Fund this: Eora turns your smartphone into a 3D scanner
Green-laser scanning gets affordable with this Kickstarter project, which will retail for $330.
Rick BroidaSenior Editor
Rick Broida is the author of numerous books and thousands of reviews, features and blog posts. He writes CNET's popular Cheapskate blog and co-hosts Protocol 1: A Travelers Podcast (about the TV show Travelers). He lives in Michigan, where he previously owned two escape rooms (chronicled in the ebook "I Was a Middle-Aged Zombie").
This Kickstarter project, which has already surpassed its goal five times over, aims to make 3D scanning affordable. It's a small, tabletop monolith with a rotating green laser embedded in the top. With a few taps of the accompanying software, the laser scans any object up to one square meter in size, at a distance of up to three feet.
If you need to capture something larger, the app will let you perform multiple scans and stitch them together. You can also add an optional Bluetooth-connected turntable that makes for easier scanning of smaller objects.
There's a threaded hole in the bottom so you can attach the Eora to any standard tripod.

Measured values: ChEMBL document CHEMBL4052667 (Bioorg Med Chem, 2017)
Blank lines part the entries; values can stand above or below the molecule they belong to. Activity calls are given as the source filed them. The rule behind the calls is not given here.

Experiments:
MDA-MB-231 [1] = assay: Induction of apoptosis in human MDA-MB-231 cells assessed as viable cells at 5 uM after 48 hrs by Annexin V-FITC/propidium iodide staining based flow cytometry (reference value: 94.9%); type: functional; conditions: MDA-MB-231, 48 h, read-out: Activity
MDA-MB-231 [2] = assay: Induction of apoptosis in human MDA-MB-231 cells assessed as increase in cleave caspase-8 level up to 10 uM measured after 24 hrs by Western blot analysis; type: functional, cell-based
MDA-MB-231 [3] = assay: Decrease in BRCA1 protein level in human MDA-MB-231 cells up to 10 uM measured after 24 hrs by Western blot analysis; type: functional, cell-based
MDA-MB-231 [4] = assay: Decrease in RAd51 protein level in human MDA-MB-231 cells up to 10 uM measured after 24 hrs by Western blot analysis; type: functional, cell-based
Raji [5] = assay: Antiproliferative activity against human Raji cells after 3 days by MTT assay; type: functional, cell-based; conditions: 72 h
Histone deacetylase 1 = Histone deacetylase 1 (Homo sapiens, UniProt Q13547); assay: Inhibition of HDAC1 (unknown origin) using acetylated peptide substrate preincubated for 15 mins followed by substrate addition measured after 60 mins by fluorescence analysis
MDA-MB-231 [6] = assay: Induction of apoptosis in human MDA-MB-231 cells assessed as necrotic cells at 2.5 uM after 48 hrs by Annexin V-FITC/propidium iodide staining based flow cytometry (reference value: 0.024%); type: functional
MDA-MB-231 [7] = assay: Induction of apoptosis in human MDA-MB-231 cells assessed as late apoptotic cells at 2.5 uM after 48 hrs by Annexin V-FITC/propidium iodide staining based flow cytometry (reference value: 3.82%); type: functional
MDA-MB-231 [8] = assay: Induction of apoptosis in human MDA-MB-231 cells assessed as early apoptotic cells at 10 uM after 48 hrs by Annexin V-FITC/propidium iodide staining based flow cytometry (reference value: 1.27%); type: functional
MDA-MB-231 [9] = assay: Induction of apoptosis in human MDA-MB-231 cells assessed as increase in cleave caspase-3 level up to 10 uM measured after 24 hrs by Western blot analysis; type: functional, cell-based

Once you've completed a scan, you can export the image in OBJ, PLY or STL format for easy printing and sharing. The apps will also allow you to import those kinds of files from other sources.
What's the significance of the green laser? According to the developer, "Most consumer 3D scanners use a red laser, but digital camera CMOS sensors (like our eyes) are twice as sensitive to the green spectrum as they are to red. This means you can scan in a variety of lightning conditions, even outdoors."
The developer also notes that green lasers typically cost three times as much as red ones, but by using a smartphone to "do the heavy lifting," the scanner itself can be made affordable.
Speaking of which, although the $199 early-bird backer option is sold out, you can still get one for $229. If you pay $259, you'll get the Bluetooth turntable as well. The expected retail price of the two together is $399.
Now for the bad news: Eora's expected ship date is June 2016. And if you've never backed a Kickstarter project before, be aware that ship dates tend to be very fluid. Over the years I've backed maybe 10, and I think only one or two actually arrived within that "expected" window.
If you can handle the wait, this is a very inexpensive way to own what looks to be a very cool 3D scanner. Your thoughts?